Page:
From UPSC perspective, the following things are important :
Prelims level : West Bank and its location
Mains level : Israeli claims over West Bank and Gaza
Last week Mr Trump has announced that Israel and the United Arab Emirates (UAE) had reached a peace agreement. Many countries, including the European powers and India, have welcomed it, while the Palestinian leadership, as well as Turkey and Iran, have lashed out at the UAE.
The strategic location of Gaza strip, West Bank, Dead Sea etc. creates a hotspot for a possible map based prelims question.
Consider this PYQ:
Q. The area is known as ‘Golan Heights’ sometimes appears in the news in the context of the events related to: (CSP 2015)
a) Central Asia
b) Middle East
c) South-East Asia
d) Central Africa
The Israel-UAE Pact
- The UAE and Israel would establish formal diplomatic relations and in exchange, Israel would suspend its plans to annex parts of the occupied West Bank.
- Israeli PM Netanyahu had earlier vowed to annex the Jewish settlements in the West Bank.
- But now, as part of the agreement, Israel “will suspend declaring sovereignty over areas” of the West Bank and “focus its efforts on expanding ties with other countries in the Arab and Muslim world”.
A timeline of Israel-Arab Conflict
Arab-Israeli ties have historically been conflict-ridden.
- Arab countries, including Egypt, Transjordan, Syria and Iraq, fought their first war with Israel in 1948 after the formation of the state of Israel was announced.
- The war ended with Israel capturing more territories, including West Jerusalem than what the UN Partition Plan originally proposed for a Jewish state.
- After that, Israel and Arab states fought three more major wars — the 1956 Suez conflict, the 1967 Six-Day War and the 1973 Yom Kippur War.
- After the 1967 war in which Israel captured the Sinai Peninsula and Gaza Strip from Egypt, East Jerusalem and the West Bank from Jordan and the Golan Heights from Syria.
- Arab countries convened in Khartoum and declared their famous three “‘Nos’ — no peace with Israel, no talks with Israel and no recognition of Israel.
- But it did not last long. After the death of Egypt President Gamal Abdel Nasser, his successor Anwar Sadat started making plans to get Sinai back from Israel.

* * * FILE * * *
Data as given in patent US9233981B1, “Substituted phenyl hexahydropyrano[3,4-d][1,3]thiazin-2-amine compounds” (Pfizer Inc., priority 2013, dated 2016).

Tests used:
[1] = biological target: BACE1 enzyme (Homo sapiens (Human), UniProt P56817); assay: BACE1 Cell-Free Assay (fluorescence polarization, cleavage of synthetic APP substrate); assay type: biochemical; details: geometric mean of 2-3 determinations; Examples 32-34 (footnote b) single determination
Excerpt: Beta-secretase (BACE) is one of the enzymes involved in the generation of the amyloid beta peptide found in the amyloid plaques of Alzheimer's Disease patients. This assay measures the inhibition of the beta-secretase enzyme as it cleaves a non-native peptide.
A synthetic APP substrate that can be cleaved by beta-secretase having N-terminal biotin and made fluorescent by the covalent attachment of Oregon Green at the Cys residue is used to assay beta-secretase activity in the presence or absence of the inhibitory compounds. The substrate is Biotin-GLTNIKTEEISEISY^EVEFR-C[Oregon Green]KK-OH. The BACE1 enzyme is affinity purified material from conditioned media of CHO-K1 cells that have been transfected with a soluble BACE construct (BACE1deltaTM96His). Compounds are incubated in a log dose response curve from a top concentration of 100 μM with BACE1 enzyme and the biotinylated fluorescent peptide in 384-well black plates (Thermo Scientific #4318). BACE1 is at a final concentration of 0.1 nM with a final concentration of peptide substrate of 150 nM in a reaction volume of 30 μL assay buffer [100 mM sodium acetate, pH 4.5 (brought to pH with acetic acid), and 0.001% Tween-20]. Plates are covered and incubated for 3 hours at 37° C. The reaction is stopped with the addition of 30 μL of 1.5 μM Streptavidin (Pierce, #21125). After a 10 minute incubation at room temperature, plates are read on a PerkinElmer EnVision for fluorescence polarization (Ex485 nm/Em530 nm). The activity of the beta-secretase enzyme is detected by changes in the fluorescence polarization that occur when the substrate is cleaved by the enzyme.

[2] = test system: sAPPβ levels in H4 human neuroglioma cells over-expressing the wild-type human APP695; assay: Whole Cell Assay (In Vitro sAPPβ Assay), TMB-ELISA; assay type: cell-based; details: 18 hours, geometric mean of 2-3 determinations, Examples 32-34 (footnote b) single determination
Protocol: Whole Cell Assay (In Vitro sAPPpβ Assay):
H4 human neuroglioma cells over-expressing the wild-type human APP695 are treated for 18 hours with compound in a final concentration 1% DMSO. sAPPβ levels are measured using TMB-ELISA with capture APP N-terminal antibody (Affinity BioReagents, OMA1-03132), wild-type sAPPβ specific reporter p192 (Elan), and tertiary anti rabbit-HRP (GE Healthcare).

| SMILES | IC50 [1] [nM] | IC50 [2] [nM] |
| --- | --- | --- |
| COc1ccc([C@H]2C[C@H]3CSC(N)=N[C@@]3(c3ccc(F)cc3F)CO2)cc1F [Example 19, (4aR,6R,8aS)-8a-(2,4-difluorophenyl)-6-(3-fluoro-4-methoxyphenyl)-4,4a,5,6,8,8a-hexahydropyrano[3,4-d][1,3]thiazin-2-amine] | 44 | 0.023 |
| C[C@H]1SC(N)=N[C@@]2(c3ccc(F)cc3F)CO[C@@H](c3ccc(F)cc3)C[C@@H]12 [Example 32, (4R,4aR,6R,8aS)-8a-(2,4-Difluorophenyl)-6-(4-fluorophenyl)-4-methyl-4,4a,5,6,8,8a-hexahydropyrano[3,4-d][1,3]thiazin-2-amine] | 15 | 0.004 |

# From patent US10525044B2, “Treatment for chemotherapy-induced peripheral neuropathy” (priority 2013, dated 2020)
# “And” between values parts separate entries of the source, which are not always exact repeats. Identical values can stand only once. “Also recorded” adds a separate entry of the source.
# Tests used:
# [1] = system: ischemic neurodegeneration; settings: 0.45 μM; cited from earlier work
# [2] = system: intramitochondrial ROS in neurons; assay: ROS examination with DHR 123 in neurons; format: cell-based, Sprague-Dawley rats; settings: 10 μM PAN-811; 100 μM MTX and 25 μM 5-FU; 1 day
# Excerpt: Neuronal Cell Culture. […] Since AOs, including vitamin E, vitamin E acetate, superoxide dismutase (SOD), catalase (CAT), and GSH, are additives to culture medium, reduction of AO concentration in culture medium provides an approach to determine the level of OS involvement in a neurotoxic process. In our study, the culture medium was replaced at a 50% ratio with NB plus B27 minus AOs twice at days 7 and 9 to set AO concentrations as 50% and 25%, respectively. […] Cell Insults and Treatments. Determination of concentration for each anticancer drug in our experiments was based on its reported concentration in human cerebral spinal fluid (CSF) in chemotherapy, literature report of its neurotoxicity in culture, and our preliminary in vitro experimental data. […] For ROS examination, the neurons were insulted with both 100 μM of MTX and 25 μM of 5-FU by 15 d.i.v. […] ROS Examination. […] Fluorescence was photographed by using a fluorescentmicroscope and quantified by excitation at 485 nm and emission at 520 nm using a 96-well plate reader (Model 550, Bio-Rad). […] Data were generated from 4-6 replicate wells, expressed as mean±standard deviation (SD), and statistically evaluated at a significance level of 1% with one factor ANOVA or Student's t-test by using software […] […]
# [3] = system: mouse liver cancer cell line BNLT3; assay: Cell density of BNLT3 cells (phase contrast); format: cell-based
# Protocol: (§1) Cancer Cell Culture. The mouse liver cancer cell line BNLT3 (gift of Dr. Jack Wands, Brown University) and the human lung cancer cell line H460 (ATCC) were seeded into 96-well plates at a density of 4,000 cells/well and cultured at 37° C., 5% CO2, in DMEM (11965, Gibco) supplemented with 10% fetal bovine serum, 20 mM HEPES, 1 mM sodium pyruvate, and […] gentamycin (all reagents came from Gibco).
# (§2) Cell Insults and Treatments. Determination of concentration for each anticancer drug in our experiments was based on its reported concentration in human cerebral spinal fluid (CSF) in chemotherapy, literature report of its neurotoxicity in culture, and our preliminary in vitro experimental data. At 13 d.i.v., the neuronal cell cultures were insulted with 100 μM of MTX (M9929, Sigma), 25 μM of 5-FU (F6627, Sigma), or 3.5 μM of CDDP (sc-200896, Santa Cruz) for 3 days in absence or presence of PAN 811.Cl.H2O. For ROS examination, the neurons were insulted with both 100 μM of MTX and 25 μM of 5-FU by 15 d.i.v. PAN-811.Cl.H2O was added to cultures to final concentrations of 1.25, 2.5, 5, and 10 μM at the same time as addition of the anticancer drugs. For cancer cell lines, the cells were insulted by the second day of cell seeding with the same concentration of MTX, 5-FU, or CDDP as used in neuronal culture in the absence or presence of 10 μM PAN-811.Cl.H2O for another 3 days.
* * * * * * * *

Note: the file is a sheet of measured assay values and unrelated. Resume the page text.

- His efforts, coupled with American pressure on Israel, led to the Camp David Accords of 1978 with Israel’s withdrawal.
Significance of the deal
- It’s a landmark agreement given that the UAE is only the third Arab country and the first in the Gulf region to establish diplomatic relations with Israel.
- In 1994, Jordan became the second Arab country to sign a peace treaty with Israel.
- The UAE-Israel agreement comes after 26 years. If more countries in the Gulf follow the UAE’s lead, it would open a new chapter in Arab-Israel ties.
Why did the UAE sign the agreement?
- The old enmity between Arab countries and Israel has dissipated.
- The Sunni Arab kingdoms in the Gulf region such as Saudi Arabia and the UAE had developed backroom contacts with Israel over the past several years.
- One of the major factors that brought them closer has been their shared antipathy towards Iran.
- Arab countries have signalled that they are ready to live with Israel’s occupation of Palestine.
What do Arab countries want from Israel?
- Arab countries expect a major change in the status quo on West Bank annexation which would put Israel under political and diplomatic pressure.
- The UAE-Israel agreement has averted that outcome.
- If a Democratic Party (Trump’s opposition and Obama’s allegiance) comes to power and restores the Iran deal, both the Israeli and the Arab blocs in West Asia would come under pressure to live with an empowered Iran.
- A formal agreement and enhanced security and economic ties make the Arab and Israeli sides better prepared to face such a situation.
- So there is a convergence of interests for the UAE, Israel and the U.S. to come together in the region.
Where does it leave the Palestinians?
- Unlike the past two Arab-Israeli peace agreements, Palestinians do not figure prominently in the current one.
- In the present UAE-Israel deal, Israel has not made any actual concession to the Palestinians.
- The Palestinians are understandably upset. They called the UAE’s decision “treason”.
Geopolitical implications of the deal
- The agreement could fast-track the changes that are already underway in the region.
- The Saudi bloc, consisting of Egypt, the UAE, Bahrain and others, see their interests being aligned with that of the U.S. and Israel and their support for Palestine, which Arab powers had historically upheld.
- Turkey and Iran now emerge as the strongest supporters of the Palestinians in the Muslim world.
- This tripolar contest is already at work in West Asia. The UAE-Israel thaw could sharpen it further.